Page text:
Cardinali instruments stand out for the quality and attention constantly put in the different working processes
Everyday Luca Cardinali puts his know-how at the company’s disposal, personally following and taking care of the plate annealing process – a fundamental moment in giving the instruments those timbre peculiarities that make unique.
The brass plates
The brass plates are first beaten and then machined to shape the basic components of the saxophone: bell, elbow, body and chiver.
The first phases
These early stages are already characterized by manual work, reinforcing the fact that a truly unique instrument cannot be made only relying on the most modern techniques and the widespread numerical control machines.
When the fundamental parts of the saxophone are ready, they are checked again before beginning of the annealing process, carefully inspecting not only the instrument’s body and bell, but also the elbow and the chiver. Because of this meticulous process, each saxophone is given a “soul” that will make it absolutely unique, and Luca personally takes care of this delicate operation. Below are some pictures of this important processing step.
During this final phase, the instrument’s various parts are given the desired shape. The “buratto” is the machining process that makes the small parts smooth.
Before assembling and welding the basic parts of the instrument together, the saxophones are checked one by one to make sure that there are no problems with the soldering of the columns, essential to ensure a stable and safe position of the entire mechanics. The columns’ position is checked and “tested” thanks to a series of levers that reproduce the ergonomics of the keys, allowing the correct positioning of the parts before the final assembly, and speeding up the entire process.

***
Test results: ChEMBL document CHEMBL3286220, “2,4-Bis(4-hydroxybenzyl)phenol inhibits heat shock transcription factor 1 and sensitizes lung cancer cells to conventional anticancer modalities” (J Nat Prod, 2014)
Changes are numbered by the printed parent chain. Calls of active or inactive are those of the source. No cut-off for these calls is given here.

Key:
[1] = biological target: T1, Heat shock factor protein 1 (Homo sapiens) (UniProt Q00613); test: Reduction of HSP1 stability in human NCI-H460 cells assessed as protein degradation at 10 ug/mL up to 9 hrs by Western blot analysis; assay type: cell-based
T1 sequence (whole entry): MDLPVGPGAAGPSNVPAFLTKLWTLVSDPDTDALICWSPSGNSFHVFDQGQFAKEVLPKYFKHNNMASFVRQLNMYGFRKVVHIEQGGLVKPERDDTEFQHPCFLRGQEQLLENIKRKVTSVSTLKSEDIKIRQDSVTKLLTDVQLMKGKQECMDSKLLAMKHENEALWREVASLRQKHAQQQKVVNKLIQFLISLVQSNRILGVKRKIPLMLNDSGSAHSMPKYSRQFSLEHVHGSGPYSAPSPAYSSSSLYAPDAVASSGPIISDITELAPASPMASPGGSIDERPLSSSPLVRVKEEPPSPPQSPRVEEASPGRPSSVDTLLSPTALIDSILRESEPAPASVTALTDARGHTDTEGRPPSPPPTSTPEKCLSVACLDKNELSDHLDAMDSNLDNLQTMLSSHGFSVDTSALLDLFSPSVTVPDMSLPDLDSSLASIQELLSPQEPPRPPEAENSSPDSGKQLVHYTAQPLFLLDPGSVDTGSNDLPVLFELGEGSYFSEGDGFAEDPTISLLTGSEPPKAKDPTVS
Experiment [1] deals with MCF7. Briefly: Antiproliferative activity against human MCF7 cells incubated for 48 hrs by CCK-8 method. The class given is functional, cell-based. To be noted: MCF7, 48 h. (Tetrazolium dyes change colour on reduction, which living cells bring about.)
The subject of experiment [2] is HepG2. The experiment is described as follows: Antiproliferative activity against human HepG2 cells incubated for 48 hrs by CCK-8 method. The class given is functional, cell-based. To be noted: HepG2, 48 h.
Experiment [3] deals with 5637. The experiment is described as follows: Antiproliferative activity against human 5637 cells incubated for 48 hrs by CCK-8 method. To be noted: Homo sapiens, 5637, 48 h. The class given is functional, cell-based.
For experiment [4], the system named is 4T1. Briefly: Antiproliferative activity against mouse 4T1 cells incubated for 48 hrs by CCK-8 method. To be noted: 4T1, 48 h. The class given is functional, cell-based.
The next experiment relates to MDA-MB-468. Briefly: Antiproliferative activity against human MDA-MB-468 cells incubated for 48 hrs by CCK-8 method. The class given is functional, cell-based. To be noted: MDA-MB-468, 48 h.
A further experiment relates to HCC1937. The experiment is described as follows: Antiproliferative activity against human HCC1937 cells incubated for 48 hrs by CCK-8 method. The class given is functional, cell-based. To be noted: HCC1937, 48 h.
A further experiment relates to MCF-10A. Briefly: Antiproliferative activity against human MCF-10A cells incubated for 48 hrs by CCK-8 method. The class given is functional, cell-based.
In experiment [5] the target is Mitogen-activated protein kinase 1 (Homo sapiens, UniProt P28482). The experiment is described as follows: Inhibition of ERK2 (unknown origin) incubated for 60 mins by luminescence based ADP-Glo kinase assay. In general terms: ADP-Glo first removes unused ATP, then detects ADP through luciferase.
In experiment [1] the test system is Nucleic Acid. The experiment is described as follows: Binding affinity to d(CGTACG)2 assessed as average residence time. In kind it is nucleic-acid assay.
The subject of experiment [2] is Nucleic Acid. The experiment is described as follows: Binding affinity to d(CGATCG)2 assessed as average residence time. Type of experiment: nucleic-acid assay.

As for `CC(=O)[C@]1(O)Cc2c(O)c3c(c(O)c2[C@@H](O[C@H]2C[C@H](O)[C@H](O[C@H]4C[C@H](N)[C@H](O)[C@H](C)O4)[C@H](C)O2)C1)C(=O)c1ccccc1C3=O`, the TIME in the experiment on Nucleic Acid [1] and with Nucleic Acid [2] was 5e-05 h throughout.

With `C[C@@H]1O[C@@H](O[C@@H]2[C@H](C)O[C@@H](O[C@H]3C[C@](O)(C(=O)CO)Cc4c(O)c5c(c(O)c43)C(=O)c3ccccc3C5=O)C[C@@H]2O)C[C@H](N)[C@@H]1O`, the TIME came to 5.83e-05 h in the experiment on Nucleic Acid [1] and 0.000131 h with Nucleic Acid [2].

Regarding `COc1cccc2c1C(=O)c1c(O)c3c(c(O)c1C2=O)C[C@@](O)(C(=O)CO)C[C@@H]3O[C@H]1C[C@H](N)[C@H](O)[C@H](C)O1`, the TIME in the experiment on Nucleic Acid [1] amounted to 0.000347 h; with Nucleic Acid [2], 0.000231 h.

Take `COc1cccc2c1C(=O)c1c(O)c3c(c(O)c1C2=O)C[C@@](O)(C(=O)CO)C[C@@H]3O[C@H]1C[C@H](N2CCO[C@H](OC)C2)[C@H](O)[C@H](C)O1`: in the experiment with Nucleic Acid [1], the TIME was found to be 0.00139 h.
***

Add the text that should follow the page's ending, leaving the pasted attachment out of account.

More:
A precious design is manually engraved on Lupifaro’s Gold and Platinum by Cardinali series, emphasizing the professional level of the instrument and its origin. This delicate decoration process is done before the components’ welding and the general assembly of mechanics and keys.
Assembling the mechanics and the keys is the final step before testing the finished instrument and one of the last key moments in saxophone production. After this phase, the swabs are installed and the instrument is finely tuned.
The final step is the test done by Luca Cardinali himselft. This is one of the most important phases of the entire working process and Luca’s renown skills and expertise allow him to tweak the instrument based on the moving components’ calibrations and the adjustment parts.